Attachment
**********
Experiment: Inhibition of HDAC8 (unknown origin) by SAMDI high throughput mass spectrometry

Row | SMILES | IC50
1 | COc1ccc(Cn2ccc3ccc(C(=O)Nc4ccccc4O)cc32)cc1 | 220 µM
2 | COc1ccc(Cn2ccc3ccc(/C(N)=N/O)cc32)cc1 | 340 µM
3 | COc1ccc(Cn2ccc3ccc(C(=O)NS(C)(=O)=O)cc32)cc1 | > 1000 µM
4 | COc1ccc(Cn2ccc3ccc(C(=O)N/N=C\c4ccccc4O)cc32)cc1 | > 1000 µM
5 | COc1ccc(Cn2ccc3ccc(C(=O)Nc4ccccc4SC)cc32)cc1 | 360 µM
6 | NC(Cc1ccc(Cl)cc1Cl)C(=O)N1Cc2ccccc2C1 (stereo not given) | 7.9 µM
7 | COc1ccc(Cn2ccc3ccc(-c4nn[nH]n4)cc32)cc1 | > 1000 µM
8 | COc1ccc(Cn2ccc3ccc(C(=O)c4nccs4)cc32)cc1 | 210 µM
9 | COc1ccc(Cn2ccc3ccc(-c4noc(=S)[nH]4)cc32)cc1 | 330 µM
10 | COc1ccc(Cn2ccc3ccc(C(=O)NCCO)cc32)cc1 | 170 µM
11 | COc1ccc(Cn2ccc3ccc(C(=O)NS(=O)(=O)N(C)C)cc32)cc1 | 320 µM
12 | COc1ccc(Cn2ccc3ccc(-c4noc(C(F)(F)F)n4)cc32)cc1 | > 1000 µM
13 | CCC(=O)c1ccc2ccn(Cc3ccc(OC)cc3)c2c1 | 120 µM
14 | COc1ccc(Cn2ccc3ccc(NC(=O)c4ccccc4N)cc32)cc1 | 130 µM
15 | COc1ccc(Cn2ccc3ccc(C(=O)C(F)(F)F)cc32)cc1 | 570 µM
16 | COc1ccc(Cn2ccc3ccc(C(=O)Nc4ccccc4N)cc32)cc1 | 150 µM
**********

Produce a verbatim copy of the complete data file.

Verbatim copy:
Experiment: Inhibition of HDAC8 (unknown origin) by SAMDI high throughput mass spectrometry

Row | SMILES | IC50
1 | COc1ccc(Cn2ccc3ccc(C(=O)Nc4ccccc4O)cc32)cc1 | 220 µM
2 | COc1ccc(Cn2ccc3ccc(/C(N)=N/O)cc32)cc1 | 340 µM
3 | COc1ccc(Cn2ccc3ccc(C(=O)NS(C)(=O)=O)cc32)cc1 | > 1000 µM
4 | COc1ccc(Cn2ccc3ccc(C(=O)N/N=C\c4ccccc4O)cc32)cc1 | > 1000 µM
5 | COc1ccc(Cn2ccc3ccc(C(=O)Nc4ccccc4SC)cc32)cc1 | 360 µM
6 | NC(Cc1ccc(Cl)cc1Cl)C(=O)N1Cc2ccccc2C1 (stereo not given) | 7.9 µM
7 | COc1ccc(Cn2ccc3ccc(-c4nn[nH]n4)cc32)cc1 | > 1000 µM
8 | COc1ccc(Cn2ccc3ccc(C(=O)c4nccs4)cc32)cc1 | 210 µM
9 | COc1ccc(Cn2ccc3ccc(-c4noc(=S)[nH]4)cc32)cc1 | 330 µM
10 | COc1ccc(Cn2ccc3ccc(C(=O)NCCO)cc32)cc1 | 170 µM
11 | COc1ccc(Cn2ccc3ccc(C(=O)NS(=O)(=O)N(C)C)cc32)cc1 | 320 µM
12 | COc1ccc(Cn2ccc3ccc(-c4noc(C(F)(F)F)n4)cc32)cc1 | > 1000 µM
13 | CCC(=O)c1ccc2ccn(Cc3ccc(OC)cc3)c2c1 | 120 µM
14 | COc1ccc(Cn2ccc3ccc(NC(=O)c4ccccc4N)cc32)cc1 | 130 µM
15 | COc1ccc(Cn2ccc3ccc(C(=O)C(F)(F)F)cc32)cc1 | 570 µM
16 | COc1ccc(Cn2ccc3ccc(C(=O)Nc4ccccc4N)cc32)cc1 | 150 µM